lets get ethical

Whether you’re running the business, just staring at the clock, or both, your ability to sense ethical danger-zones can prove critical to your success. This could be your sign to run or to implement some serious changes in your workplace culture.

sign #1: You’re full of yourself

Ahh yes… The aroma of executive overconfidence and mismanagement of power. Studies reveal a strong correlation between CEO overconfidence and unethical behavior. Being aware of overconfidence in ourselves and others is essential to maintaining a high moral standard.

sign #2: Its all about looks

Multi-billion dollar companies pay hundreds of thousands of dollars per year on public-relations to maintain an ethical public perception. Still, an organization focused more on appearance change than culture change encourages unethical behavior.

sign #3: disconnected leadership

Got a relational rift between lower-level and higher-level employees? Chances are organizational culture isn’t as good as you may think, which makes it even more difficult to see ethical warnings. If a disconnect exists within the culture, the individual differences need to be revealed and examined. One consideration may be anonymous surveys seeking to determine how cultural perception contrasts between organizational levels.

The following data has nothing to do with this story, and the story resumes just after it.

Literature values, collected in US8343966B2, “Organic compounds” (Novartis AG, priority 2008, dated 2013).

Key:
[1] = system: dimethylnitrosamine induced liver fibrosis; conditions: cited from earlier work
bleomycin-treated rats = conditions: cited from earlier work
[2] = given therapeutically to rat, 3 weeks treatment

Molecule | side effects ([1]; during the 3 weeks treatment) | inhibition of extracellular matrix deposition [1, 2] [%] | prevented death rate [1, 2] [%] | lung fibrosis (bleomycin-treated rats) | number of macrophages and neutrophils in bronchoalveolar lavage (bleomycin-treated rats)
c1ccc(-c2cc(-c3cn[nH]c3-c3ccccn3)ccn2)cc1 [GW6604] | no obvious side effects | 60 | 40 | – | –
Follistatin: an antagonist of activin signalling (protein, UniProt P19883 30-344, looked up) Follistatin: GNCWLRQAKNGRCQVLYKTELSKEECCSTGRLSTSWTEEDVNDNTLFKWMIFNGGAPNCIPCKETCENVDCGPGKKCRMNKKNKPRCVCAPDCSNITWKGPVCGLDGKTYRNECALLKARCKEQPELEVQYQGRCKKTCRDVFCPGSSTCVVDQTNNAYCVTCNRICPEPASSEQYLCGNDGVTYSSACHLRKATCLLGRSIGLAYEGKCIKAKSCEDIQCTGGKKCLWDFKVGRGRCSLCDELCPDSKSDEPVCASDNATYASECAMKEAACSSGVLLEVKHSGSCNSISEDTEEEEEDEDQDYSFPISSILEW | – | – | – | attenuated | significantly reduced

sign #4: customer is king

Do you treat the customers better than the employees? Guess what- that type of climate encourages hostility and unethical behavior. The first step of progressing through an organizational challenge of ethics is mindfully identifying where the challenges lie. An environment where employees are second-class citizens to customers stifles the motivation to share ideas and collaborate with the corporate level. Lower-level workers are the tragic victims of an uneven power structure that makes the customer a ‘second boss’. Hence- hostility… hence- unethical behavior. 

sign #5: unwillingness to change/challenge systems

When seeking a moral resolution, we explore compromises and new alternatives to our structures. Operating with a blanket-standard of customer favoritism does not best serve the customer anyone, so change it. Gaining employee confidence naturally triggers a passion for customer-focused (and ethical) behavior. We don’t lose the customer by gaining the employee. We actually do what is best for the customer when we focus on the employee. Incentive and reward programs for incredible customer-service performances may be a way to elevate employee confidence while driving up the customer lifetime value. Try things, but try things strategically. Mold the system to the team, not the other way around.




Akstinaite, V., Robinson, G., & Sadler-Smith, E. (2020). Linguistic markers of CEO hubris.
Journal of Business Ethics, 167(4), 687-705. doi:10.1007/S10551-019-04183-Y
Cavusgil, E. (2007). Merck and Vioxx: An examination of an ethical decision-making model.
Journal of Business Ethics, 76(4), 451-461. doi:10.1007/S10551-006-9302-3
Cooke, R.A. (1991). Danger signs of unethical behavior: How to determine if your firm is at
ethical risk. Journal of Business Ethics, 10(4), 249-253. doi:10.1007/BF00382962
Edgar, P.H. (2002). Resolving ethical dilemmas. Workplace Health and Safety, 50(1), 40-47.